ADOTAS – A recent Wall Street Journal piece titled “Content Deluge Swamps Yahoo” paints a bleak picture for web publishers and the online media world in general. The article belabors the diminishing value of web content, citing falling CPMs and market share at Yahoo! and AOL, as well as challenges faced by other prominent publishers.
As web content proliferates, CPMs fall. Mathematically speaking, it’s inevitable. But content hasn’t become worthless. Whether it’s Shakespeare or the deep introspections of Mommy Bloggers, any content that someone besides the author is willing to pay attention to has value greater than zero.
And don’t buy into the myth that value has all shifted from content producers to content discovery. If there is no content, there is nothing to discover. “Discovery” is a derivative while content remains the underlying asset.
So, good news! Content’s value is still intact; it’s just been spread thinner and thinner as the web has grown.
Given that web content still has some value, the urgent matter before us is: How can publishers stay in the game while facing the commoditization and dilution of content?
Here’s one news flash for you: you no longer need a bloated corporate apparatus to sell ad space. If you own a web property (or a collection thereof), count on its value decreasing steadily with time, at least in terms of advertising revenue (subscriptions being an alternative source of revenue, but one that has no direct bearing on CPMs or ad sales effectiveness).
And don’t think you can gain the upper hand by expanding your web property or building a bigger media empire; you won’t ever come close to matching the web’s exponential growth rate.
Instead, focus on what you can control: costs and efficiency. If CPMs are in freefall, then your cost to sell each thousand impressions has to drop even faster. In a prior post for Adotas, I focused exclusively on automated ad creation as a means to streamline the sales process, but the need for cost reduction goes much further than that.
How do companies sell a commodity product, the value of which is declining? They develop standardized, automated processes that operate more and more efficiently at higher and higher volumes. They keep fixed overhead low, and per-unit margins high. In my corner of the online advertising world, this translates to self-serve platforms for creating and trafficking ads.
But there’s even lower-hanging fruit that doesn’t require an army of software developers to pluck. Think about it for awhile, and you could probably list dozens of anachronisms that are begging to be retired.
Rate cards are a perfect example. You might as well etch your prices in shekels on stone tablets.
The mere existence of a rate card implies a lack of variety in what you’re selling; it’s like opening a brokerage and only selling two stocks, then updating the prices of those stocks once a year in a downloadable PDF that’s mostly filled with overly contrived stock photos of businesspeople shaking hands. And then you’d wonder if your slowdown in business might be at least partially attributable to that newfangled E-Trade thing you’ve been meaning to check out…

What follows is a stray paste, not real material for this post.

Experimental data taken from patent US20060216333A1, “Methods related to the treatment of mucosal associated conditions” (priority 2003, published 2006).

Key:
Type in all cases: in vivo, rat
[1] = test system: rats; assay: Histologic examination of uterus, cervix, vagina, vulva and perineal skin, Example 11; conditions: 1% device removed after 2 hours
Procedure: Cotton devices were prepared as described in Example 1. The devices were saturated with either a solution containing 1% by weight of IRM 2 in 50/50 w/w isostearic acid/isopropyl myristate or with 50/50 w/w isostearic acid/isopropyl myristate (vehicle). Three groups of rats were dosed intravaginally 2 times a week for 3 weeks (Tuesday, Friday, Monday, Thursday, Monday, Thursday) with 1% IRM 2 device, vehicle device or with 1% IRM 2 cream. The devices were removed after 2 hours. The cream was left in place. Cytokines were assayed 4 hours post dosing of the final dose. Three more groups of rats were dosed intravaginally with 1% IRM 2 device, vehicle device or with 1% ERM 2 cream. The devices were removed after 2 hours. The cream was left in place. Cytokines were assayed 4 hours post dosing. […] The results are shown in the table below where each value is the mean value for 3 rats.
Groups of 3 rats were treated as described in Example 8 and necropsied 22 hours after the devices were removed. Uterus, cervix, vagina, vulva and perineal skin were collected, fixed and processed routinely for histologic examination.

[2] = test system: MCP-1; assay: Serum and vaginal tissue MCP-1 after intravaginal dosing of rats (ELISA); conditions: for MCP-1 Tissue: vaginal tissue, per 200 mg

Publishers also fall victim to the Fallacy of the Perfect Campaign, which leads to misguided and expensive investments in hands-on, consultative account management (in contrast to the completely hands-off, yet massively successful approach of Google’s self-serve AdWords platform). This quaint school of thought holds that campaigns will perform better if the media plan is hand-stitched and baby-sat by account reps and media gurus who’ve got first dibs on “premium” inventory.
Let’s assume that a personal touch does give a boost to campaigns. Guess what? Advertisers don’t want or need the best possible campaign performance!
To illustrate my point: someone shopping for a suit could pay $3,000 for a sublimely-tailored garment that will fit perfectly and be superior in every way to something made in an overseas sweatshop, but in this Technological Wonder Age of mass production, 99.999% of suit buyers are completely satisfied to buy 3 for 1 suits off the rack for $1,000 at a Macy’s Fall Sale. It’s called the Law of Diminishing Marginal Utility, and it certainly applies to online advertising.
Even the negative connotations around the term “remnant inventory” speaks volumes. This is the inventory that’s arguably monetized most efficiently and powers scores of highly effective campaigns. Will publishers still call it “remnant” inventory when they’re selling a majority of their impressions through exchanges?
Don’t be travel agent in the mid-1990s. The age of the expert media intermediary is coming to a close, to be replaced by easy, automated and highly efficient (if imperfect) solutions.
Web content and ad space are still worth money, but the more mysterious, precious or inaccessible you make it seem, the fewer advertisers will choose to buy from you over more straightforward alternatives. Not to mention that your business will be built around complexity, when the rest of the industry is moving towards standardization, automation and simplicity.
At some point, it will be too late to turn back. You’ll be the last lonely travel agent trying to book Hawaiian vacations for customers who are about as inclined to visit your shabby little office as they are to cross the Pacific in a canoe.